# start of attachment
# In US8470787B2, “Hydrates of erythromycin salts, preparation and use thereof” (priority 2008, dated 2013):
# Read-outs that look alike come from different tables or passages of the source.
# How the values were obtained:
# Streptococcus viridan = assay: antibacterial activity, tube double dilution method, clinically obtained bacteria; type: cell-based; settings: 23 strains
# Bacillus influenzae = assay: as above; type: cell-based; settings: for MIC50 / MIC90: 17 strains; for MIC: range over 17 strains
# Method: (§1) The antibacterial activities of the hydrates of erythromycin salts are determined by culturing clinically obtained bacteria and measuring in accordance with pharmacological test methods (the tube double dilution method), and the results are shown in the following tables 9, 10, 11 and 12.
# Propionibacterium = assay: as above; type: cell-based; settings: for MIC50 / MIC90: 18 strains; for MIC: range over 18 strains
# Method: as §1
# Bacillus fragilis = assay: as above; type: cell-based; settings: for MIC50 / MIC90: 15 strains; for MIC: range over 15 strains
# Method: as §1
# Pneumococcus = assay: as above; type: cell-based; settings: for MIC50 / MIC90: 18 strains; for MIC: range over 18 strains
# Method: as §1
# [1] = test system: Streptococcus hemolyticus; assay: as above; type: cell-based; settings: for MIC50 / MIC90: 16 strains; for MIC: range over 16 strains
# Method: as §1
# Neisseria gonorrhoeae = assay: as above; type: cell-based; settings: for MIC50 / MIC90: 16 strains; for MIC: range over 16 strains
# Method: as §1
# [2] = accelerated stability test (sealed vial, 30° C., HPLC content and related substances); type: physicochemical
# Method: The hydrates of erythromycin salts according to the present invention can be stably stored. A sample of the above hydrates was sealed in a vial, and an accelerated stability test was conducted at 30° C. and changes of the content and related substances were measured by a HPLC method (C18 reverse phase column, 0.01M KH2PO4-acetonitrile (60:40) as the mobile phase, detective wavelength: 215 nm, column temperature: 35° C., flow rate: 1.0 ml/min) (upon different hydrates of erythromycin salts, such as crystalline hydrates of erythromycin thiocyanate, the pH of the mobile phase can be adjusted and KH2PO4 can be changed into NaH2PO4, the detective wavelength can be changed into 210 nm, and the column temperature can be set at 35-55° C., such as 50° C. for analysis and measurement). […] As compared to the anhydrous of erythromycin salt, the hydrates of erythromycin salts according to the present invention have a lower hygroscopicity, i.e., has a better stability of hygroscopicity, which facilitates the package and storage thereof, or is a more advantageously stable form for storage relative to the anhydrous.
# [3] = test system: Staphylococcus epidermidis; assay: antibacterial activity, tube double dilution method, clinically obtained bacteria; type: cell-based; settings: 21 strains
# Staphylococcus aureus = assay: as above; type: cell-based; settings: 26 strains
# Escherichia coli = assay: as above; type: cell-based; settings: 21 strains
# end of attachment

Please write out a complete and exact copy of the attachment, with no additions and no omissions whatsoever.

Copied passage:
# In US8470787B2, “Hydrates of erythromycin salts, preparation and use thereof” (priority 2008, dated 2013):
# Read-outs that look alike come from different tables or passages of the source.
# How the values were obtained:
# Streptococcus viridan = assay: antibacterial activity, tube double dilution method, clinically obtained bacteria; type: cell-based; settings: 23 strains
# Bacillus influenzae = assay: as above; type: cell-based; settings: for MIC50 / MIC90: 17 strains; for MIC: range over 17 strains
# Method: (§1) The antibacterial activities of the hydrates of erythromycin salts are determined by culturing clinically obtained bacteria and measuring in accordance with pharmacological test methods (the tube double dilution method), and the results are shown in the following tables 9, 10, 11 and 12.
# Propionibacterium = assay: as above; type: cell-based; settings: for MIC50 / MIC90: 18 strains; for MIC: range over 18 strains
# Method: as §1
# Bacillus fragilis = assay: as above; type: cell-based; settings: for MIC50 / MIC90: 15 strains; for MIC: range over 15 strains
# Method: as §1
# Pneumococcus = assay: as above; type: cell-based; settings: for MIC50 / MIC90: 18 strains; for MIC: range over 18 strains
# Method: as §1
# [1] = test system: Streptococcus hemolyticus; assay: as above; type: cell-based; settings: for MIC50 / MIC90: 16 strains; for MIC: range over 16 strains
# Method: as §1
# Neisseria gonorrhoeae = assay: as above; type: cell-based; settings: for MIC50 / MIC90: 16 strains; for MIC: range over 16 strains
# Method: as §1
# [2] = accelerated stability test (sealed vial, 30° C., HPLC content and related substances); type: physicochemical
# Method: The hydrates of erythromycin salts according to the present invention can be stably stored. A sample of the above hydrates was sealed in a vial, and an accelerated stability test was conducted at 30° C. and changes of the content and related substances were measured by a HPLC method (C18 reverse phase column, 0.01M KH2PO4-acetonitrile (60:40) as the mobile phase, detective wavelength: 215 nm, column temperature: 35° C., flow rate: 1.0 ml/min) (upon different hydrates of erythromycin salts, such as crystalline hydrates of erythromycin thiocyanate, the pH of the mobile phase can be adjusted and KH2PO4 can be changed into NaH2PO4, the detective wavelength can be changed into 210 nm, and the column temperature can be set at 35-55° C., such as 50° C. for analysis and measurement). […] As compared to the anhydrous of erythromycin salt, the hydrates of erythromycin salts according to the present invention have a lower hygroscopicity, i.e., has a better stability of hygroscopicity, which facilitates the package and storage thereof, or is a more advantageously stable form for storage relative to the anhydrous.
# [3] = test system: Staphylococcus epidermidis; assay: antibacterial activity, tube double dilution method, clinically obtained bacteria; type: cell-based; settings: 21 strains
# Staphylococcus aureus = assay: as above; type: cell-based; settings: 26 strains
# Escherichia coli = assay: as above; type: cell-based; settings: 21 strains